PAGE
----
"../module4/module5"
)

Let’s take an example

1、 Using absolute import

There is a directory structure like the following (make sure that the current directory is in gopath)

Where main. Go is like this

package main

import (
  "App / utilset" // this method uses absolute path import
)

func main() {
  utils.PrintHello()
}

In the same level directory of main. Go, there is another folderutilsetIn order to make you understand “the sixth point: import imports the path instead of the package”, I define ahello.goThis go file defines the package to which it belongsutils

package utils

import "fmt"

func PrintHello(){
  FMT. Println ("Hello, I'm in the utils package in the utilset directory")
}

The results are as follows

2、 Using relative Import

Or the above code, change the absolute import to relative import

Set gopath path back (please compare gopath with absolute path above)

Then run it again

To sum up, there are two points to note when using relative import

Don’t put the project in front of you$GOPATH/srcIf I change the current project directory to gopath, an error will be reported

Go modules does not support relative import. After you open go111module, you cannot use relative import.

Finally, it has to be said that the project readability will be greatly reduced by using the relative import method, and the developer will not be used to clarify the whole reference relationship.

Therefore, absolute reference is generally recommended. If you use absolute references, you have to talk about priorities

8. Priority of package import path

In the previous section, we introduced three different package dependency management schemes. For different management modes, the paths for storing packages may be different. Some packages can be placed under gopath, some packages can be placed under vendor, and some packages are built-in packages under goroot.

Then the problem arises. If there is a package with the same package name but different versions under these three different paths, which one should we choose to import?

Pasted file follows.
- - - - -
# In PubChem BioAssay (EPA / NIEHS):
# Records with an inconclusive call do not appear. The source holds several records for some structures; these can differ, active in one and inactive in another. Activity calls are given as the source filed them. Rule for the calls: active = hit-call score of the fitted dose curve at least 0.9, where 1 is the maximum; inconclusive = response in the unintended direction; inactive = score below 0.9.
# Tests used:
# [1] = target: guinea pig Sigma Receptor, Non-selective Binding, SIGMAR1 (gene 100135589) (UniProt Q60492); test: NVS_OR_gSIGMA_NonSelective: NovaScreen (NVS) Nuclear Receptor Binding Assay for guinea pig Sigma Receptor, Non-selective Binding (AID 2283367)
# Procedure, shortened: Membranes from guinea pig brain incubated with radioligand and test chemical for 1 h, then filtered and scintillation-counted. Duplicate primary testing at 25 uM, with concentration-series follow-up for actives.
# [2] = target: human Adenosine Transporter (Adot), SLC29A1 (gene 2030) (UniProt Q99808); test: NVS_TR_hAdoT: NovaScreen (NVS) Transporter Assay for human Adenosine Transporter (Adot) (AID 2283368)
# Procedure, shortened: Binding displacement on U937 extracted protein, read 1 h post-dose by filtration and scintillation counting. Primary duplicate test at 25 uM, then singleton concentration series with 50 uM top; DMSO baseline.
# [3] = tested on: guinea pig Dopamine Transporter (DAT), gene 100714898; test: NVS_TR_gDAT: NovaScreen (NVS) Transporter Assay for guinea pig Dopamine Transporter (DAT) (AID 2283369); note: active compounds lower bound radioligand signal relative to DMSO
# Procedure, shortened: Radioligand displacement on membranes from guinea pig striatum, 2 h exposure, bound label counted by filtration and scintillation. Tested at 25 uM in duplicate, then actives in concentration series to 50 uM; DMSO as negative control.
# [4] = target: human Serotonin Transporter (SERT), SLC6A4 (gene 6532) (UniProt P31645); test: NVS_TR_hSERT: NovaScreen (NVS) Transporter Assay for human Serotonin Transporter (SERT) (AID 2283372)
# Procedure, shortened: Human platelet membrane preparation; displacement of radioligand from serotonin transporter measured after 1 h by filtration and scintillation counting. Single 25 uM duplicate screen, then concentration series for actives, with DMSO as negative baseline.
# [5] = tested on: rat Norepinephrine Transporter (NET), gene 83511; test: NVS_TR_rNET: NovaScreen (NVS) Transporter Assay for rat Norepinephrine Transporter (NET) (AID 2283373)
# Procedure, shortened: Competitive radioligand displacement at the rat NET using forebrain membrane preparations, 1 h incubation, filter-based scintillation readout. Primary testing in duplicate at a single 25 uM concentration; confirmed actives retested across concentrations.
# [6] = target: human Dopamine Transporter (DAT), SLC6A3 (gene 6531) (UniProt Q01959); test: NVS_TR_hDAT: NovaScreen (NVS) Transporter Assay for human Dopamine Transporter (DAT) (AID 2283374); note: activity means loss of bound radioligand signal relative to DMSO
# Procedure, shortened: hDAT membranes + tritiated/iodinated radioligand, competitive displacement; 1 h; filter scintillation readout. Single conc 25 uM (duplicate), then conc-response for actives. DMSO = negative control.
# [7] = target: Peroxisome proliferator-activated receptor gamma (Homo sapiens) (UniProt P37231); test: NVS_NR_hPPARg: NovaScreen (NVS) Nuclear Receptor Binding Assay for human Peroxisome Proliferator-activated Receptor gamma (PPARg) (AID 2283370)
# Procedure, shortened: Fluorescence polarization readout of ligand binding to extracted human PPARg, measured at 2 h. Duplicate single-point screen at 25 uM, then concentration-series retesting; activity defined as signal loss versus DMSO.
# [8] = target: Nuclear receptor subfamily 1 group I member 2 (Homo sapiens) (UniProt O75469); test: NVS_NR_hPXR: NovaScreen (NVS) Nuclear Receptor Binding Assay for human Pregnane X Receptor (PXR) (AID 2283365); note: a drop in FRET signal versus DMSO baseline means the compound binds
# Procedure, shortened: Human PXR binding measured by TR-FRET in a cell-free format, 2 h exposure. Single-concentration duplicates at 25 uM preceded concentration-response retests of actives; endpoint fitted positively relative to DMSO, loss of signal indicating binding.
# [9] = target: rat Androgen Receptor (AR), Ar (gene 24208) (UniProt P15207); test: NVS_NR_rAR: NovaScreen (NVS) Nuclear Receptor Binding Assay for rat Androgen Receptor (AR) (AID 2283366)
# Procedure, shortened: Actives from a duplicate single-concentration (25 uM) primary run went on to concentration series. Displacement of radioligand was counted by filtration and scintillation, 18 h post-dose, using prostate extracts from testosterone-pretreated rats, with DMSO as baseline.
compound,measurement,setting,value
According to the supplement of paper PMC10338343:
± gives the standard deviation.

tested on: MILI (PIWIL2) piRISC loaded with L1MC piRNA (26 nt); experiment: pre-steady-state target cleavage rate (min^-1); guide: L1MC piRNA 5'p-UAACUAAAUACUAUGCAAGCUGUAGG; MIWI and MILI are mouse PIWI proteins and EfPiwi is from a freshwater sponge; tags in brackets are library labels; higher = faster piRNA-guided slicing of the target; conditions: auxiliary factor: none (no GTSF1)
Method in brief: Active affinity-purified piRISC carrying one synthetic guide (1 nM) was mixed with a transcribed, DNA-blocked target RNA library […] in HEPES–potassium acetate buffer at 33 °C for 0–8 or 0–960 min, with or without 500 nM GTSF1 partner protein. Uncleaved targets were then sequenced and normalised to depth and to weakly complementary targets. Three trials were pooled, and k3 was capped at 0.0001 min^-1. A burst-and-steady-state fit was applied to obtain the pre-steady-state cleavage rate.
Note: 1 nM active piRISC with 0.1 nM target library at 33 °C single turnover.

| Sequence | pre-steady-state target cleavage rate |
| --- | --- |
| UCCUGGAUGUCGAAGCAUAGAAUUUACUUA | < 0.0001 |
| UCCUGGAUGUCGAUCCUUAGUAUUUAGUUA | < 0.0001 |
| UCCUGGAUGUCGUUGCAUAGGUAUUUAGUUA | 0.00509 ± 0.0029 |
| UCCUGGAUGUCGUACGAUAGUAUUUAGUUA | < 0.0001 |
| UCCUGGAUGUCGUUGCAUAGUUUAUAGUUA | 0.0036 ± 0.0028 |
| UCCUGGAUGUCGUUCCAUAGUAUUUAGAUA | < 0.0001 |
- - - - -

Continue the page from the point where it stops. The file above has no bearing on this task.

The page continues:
This requires us to understand the priority of package search path in golang?

At this time, we need to distinguish which mode is used for package management.

If govendor is used

When we import a package, it will:

  • First, search the vendor directory in the root directory of the project
  • Finally, find it in the $root / SRC directory
  • Then look up it from the $gopath / SRC directory
  • If you can’t find them, you will report an error.

In order to verify this process, I create a vendor directory in the creation process, and then open the vendor mode. I randomly import a package PKG in main.go. Because this package is randomly specified by me, I can’t find it. If I can’t find it, I will report an error. Golang will print out the search process in the error information, and from this information, You can see golang’s packet lookup priority.

If you use go modules

If the package you import has a domain name, it will be in the$GOPATH/pkg/modIf you can’t find it, go to the website to find it. If you can’t find it or it’s not a package, an error will be reported.

If the package you import does not have a domain name (such as “FMT”), it will only arrive at$GOROOTFind it in the library.

Another important point is that when you have a vendor directory under your project, no matter whether your package has a domain name or not, you will only look for it in the vendor directory.

usuallyvendorDirectory is throughgo mod vendorCommand, this command will package all project dependencies into your project directory in the verdor folder.

Extended readingHow to use go module to import local package

Here is the article about the detailed explanation of 8 knowledge points about package import in go language. For more information about the import content of go language package, please search the previous articles of developer or continue to browse the following related articles. I hope you can support developer more in the future!